9. Collaborative & Proactive Solutions Solution: • CPS is a non-punitive, non-adversarial, proactive, collaborative, skill-building, relationship-enhancing intervention designed to teach lagging skills, durably solve problems and reduce challenging behavior. CPS operates on the principle that students do well if they can. Problem: • In homes, schools, mental health settings, therapeutic facilities, and in the juvenile justice system -- behaviorally challenging studentsare still poorly understood, and treated in ways that are punitive, adversarial, reactive, unilateral, ineffective, and counterproductive. This scenario places these students at serious risk for a variety of adverse outcomes.

  10. The4Main Concepts of CPS • Lagging Skills • Unsolved Problems • Unmet Expectations • How to Handle Unmet Expectations

  11. Not Poor Motivation, but Lagging Skills Do the challenging students you know have any of the following problems? • Difficulty handling transitions, shifting from one mindset or task to another • Difficulty doing things in a logical sequence or prescribed order • Difficulty persisting on challenging or tedious tasks • Poor sense of time • Difficulty maintaining focus • Difficulty considering the likely outcomes or consequences of actions (impulsive) • Difficulty considering a range of solutions to a problem • Difficulty expressing concerns, needs, or thoughts in words • Difficulty understanding what is being said

  12. Lagging Skills Do the challenging students you know have any of the following problems? • Difficulty managing emotional response to frustration so as to think rationally • Chronic irritability and/or anxiety significantly impede capacity for problem-solving or heighten frustration • Difficulty seeing the “grays”/concrete, literal, black-and-white thinking • Difficulty deviating from rules, routine • Difficulty handling unpredictability, ambiguity, uncertainty, novelty • Difficulty shifting from original idea, plan, or solution • Difficulty taking into account situational factors that would suggest the need to adjust a plan of action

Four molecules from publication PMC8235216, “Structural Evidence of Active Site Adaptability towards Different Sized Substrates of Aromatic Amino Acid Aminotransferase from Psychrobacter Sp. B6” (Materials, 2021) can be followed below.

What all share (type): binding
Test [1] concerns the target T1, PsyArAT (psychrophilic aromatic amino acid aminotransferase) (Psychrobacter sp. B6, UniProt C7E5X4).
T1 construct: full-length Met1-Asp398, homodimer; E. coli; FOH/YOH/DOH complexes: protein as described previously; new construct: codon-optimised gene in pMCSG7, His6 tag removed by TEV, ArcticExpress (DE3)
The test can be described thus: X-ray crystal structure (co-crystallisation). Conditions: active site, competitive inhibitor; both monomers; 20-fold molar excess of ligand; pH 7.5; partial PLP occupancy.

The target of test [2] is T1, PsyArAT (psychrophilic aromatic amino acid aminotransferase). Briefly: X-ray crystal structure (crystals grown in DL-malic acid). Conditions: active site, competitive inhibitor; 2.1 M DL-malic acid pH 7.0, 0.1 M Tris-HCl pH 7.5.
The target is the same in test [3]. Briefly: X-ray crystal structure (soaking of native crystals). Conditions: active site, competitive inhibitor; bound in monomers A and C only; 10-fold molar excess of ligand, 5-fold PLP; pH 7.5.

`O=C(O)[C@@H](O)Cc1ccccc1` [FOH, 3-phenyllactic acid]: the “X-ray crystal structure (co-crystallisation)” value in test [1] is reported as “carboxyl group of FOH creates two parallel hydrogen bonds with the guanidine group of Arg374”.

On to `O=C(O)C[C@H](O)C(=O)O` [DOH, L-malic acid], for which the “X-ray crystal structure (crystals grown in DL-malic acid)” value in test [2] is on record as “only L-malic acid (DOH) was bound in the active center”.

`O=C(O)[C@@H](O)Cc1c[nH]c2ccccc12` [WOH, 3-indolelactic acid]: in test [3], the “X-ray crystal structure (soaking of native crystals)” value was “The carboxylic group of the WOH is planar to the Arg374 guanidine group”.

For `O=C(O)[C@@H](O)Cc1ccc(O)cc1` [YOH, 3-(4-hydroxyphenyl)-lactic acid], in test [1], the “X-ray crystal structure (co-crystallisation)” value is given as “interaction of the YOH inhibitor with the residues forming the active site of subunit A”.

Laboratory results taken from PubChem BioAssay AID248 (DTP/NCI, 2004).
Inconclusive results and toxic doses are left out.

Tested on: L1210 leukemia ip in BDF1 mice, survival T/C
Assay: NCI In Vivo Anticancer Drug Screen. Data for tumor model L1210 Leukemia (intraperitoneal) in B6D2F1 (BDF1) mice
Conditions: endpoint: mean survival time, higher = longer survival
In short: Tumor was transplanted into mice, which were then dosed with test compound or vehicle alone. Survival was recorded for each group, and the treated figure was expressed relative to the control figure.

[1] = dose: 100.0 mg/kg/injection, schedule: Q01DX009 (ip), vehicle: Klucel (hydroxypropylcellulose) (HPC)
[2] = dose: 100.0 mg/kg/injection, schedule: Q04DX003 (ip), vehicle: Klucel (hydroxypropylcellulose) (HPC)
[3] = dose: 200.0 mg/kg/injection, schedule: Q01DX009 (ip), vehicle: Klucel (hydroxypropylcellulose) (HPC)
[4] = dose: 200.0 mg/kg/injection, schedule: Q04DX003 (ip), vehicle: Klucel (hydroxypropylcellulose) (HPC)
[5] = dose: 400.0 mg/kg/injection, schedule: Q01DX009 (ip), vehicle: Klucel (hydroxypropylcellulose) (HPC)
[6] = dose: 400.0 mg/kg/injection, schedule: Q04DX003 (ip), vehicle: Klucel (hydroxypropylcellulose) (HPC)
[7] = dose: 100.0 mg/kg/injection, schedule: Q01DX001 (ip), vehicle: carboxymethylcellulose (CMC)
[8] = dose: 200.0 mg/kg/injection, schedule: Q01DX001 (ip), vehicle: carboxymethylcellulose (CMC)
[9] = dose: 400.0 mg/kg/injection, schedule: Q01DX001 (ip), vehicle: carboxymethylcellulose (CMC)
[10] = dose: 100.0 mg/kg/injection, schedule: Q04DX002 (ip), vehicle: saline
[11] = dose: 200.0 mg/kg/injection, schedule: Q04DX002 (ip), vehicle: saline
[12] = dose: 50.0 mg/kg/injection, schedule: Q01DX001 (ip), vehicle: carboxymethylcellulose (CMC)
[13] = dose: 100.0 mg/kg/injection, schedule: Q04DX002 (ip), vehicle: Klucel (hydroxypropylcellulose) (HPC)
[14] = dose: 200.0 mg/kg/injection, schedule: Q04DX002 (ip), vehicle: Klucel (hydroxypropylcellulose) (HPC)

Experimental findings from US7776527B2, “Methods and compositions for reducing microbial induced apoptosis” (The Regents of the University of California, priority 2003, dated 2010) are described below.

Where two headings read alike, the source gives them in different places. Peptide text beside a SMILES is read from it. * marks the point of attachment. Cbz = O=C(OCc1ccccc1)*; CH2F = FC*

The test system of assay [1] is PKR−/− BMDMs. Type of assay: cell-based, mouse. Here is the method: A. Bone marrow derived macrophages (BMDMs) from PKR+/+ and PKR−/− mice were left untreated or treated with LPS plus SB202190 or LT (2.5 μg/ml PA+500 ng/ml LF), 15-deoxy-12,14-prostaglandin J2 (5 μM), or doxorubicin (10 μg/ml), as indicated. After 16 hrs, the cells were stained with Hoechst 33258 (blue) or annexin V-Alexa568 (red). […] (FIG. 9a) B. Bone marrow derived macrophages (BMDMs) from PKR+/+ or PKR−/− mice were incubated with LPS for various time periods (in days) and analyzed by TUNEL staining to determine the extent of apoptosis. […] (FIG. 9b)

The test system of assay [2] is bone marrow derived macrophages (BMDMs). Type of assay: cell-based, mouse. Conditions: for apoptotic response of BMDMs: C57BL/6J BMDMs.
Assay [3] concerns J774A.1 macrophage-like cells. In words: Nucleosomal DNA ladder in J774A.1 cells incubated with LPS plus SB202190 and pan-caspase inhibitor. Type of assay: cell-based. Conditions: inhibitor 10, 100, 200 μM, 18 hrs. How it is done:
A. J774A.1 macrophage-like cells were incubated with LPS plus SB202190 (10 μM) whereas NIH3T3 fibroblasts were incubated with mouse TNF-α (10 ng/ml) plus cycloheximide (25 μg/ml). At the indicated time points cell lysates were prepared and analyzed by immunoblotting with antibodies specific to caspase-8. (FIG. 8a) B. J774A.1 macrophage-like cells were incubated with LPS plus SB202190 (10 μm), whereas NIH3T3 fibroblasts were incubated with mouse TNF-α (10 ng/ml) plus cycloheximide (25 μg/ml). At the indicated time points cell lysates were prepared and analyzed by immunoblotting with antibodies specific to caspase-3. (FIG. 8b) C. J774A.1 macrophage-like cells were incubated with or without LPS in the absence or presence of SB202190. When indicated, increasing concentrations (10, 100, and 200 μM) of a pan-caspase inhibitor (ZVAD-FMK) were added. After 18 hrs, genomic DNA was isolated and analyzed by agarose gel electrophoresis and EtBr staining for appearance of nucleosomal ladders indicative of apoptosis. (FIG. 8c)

13. Lagging Skills • Inflexible, inaccurate interpretations/cognitive distortions or biases (e.g., “Everyone’s out to get me,” “Nobody likes me,” “You always blame me,” “It’s not fair,” “I’m stupid”) • Difficulty attending to or accurately interpreting social cues/poor perception of social nuances • Difficulty starting conversations, entering groups, connecting with people/lacking other basic social skills • Difficulty seeking attention in appropriate ways • Difficulty appreciating how his/her behavior is affecting other people • Difficulty empathizing with others, appreciating another person’s perspective or point of view • Difficulty appreciating how s/he is coming across or being perceived by others

  14. In CPS, the “diagnosis” doesn’t matter • Some of the lagging skills were in the areas of: • Attention and memory • Receptive and expressive language • Social cognition and social skills (including theory of mind) • Emotion regulation • Executive Functioning (cognitive flexibility, planning, sequencing, time management, etc.) • The key is to identify the skill deficits underlying the behavioral difficulties (most have several). Most skill deficits fall in 3 areas: cognitive inflexibility, low frustration tolerance, and poor problem solving.

  15. The4Main Concepts of CPS • Lagging Skills • Unsolved Problems • Unmet Expectations • How to Handle Unmet Expectations

  16. Unsolved Problems Challenging students are not challenging every minute. They’re challenging sometimes, under certain conditions, usually when the environment is demanding skills they do not have (or do not have very well) or when the environment is presenting problems they aren’t able to solve.

  17. Unsolved Problems Q: When is challenging behavior most likely to occur? A: When the demandsbeing placed on a student exceed his/her capacity to respond adaptively. DEMANDS SKILLS Some students have the skills to handle stress; others do not.